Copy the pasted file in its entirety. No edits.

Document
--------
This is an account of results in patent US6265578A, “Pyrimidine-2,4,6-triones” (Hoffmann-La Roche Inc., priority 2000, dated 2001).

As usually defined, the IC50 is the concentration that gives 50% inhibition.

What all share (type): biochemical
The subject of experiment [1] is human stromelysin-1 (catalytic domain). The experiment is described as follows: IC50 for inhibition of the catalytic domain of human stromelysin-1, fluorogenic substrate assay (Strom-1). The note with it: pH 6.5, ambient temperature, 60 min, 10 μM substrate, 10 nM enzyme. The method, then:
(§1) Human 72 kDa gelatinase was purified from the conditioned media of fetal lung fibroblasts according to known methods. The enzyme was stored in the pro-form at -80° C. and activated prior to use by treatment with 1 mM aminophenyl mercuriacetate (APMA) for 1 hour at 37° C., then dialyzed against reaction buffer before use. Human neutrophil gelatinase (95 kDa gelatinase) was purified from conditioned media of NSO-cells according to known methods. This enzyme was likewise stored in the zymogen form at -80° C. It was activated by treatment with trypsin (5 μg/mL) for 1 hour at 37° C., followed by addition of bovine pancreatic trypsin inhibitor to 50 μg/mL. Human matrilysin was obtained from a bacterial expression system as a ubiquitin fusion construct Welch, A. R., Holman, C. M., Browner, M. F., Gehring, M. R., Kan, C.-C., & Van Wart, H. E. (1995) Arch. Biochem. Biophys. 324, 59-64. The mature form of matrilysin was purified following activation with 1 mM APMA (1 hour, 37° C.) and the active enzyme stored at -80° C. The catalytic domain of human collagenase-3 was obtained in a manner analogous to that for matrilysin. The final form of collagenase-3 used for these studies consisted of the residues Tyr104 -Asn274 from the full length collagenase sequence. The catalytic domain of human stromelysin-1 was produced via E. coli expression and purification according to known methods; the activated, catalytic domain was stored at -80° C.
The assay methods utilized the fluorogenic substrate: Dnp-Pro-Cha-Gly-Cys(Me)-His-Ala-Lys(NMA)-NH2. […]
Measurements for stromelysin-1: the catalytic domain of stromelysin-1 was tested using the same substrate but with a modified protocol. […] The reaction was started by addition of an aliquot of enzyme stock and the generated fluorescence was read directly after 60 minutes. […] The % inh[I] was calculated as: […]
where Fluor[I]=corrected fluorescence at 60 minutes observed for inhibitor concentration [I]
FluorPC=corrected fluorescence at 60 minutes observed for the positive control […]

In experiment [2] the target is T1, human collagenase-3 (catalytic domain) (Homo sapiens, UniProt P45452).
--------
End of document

This is an account of results in patent US6265578A, “Pyrimidine-2,4,6-triones” (Hoffmann-La Roche Inc., priority 2000, dated 2001).

As usually defined, the IC50 is the concentration that gives 50% inhibition.

What all share (type): biochemical
The subject of experiment [1] is human stromelysin-1 (catalytic domain). The experiment is described as follows: IC50 for inhibition of the catalytic domain of human stromelysin-1, fluorogenic substrate assay (Strom-1). The note with it: pH 6.5, ambient temperature, 60 min, 10 μM substrate, 10 nM enzyme. The method, then:
(§1) Human 72 kDa gelatinase was purified from the conditioned media of fetal lung fibroblasts according to known methods. The enzyme was stored in the pro-form at -80° C. and activated prior to use by treatment with 1 mM aminophenyl mercuriacetate (APMA) for 1 hour at 37° C., then dialyzed against reaction buffer before use. Human neutrophil gelatinase (95 kDa gelatinase) was purified from conditioned media of NSO-cells according to known methods. This enzyme was likewise stored in the zymogen form at -80° C. It was activated by treatment with trypsin (5 μg/mL) for 1 hour at 37° C., followed by addition of bovine pancreatic trypsin inhibitor to 50 μg/mL. Human matrilysin was obtained from a bacterial expression system as a ubiquitin fusion construct Welch, A. R., Holman, C. M., Browner, M. F., Gehring, M. R., Kan, C.-C., & Van Wart, H. E. (1995) Arch. Biochem. Biophys. 324, 59-64. The mature form of matrilysin was purified following activation with 1 mM APMA (1 hour, 37° C.) and the active enzyme stored at -80° C. The catalytic domain of human collagenase-3 was obtained in a manner analogous to that for matrilysin. The final form of collagenase-3 used for these studies consisted of the residues Tyr104 -Asn274 from the full length collagenase sequence. The catalytic domain of human stromelysin-1 was produced via E. coli expression and purification according to known methods; the activated, catalytic domain was stored at -80° C.
The assay methods utilized the fluorogenic substrate: Dnp-Pro-Cha-Gly-Cys(Me)-His-Ala-Lys(NMA)-NH2. […]
Measurements for stromelysin-1: the catalytic domain of stromelysin-1 was tested using the same substrate but with a modified protocol. […] The reaction was started by addition of an aliquot of enzyme stock and the generated fluorescence was read directly after 60 minutes. […] The % inh[I] was calculated as: […]
where Fluor[I]=corrected fluorescence at 60 minutes observed for inhibitor concentration [I]
FluorPC=corrected fluorescence at 60 minutes observed for the positive control […]

In experiment [2] the target is T1, human collagenase-3 (catalytic domain) (Homo sapiens, UniProt P45452).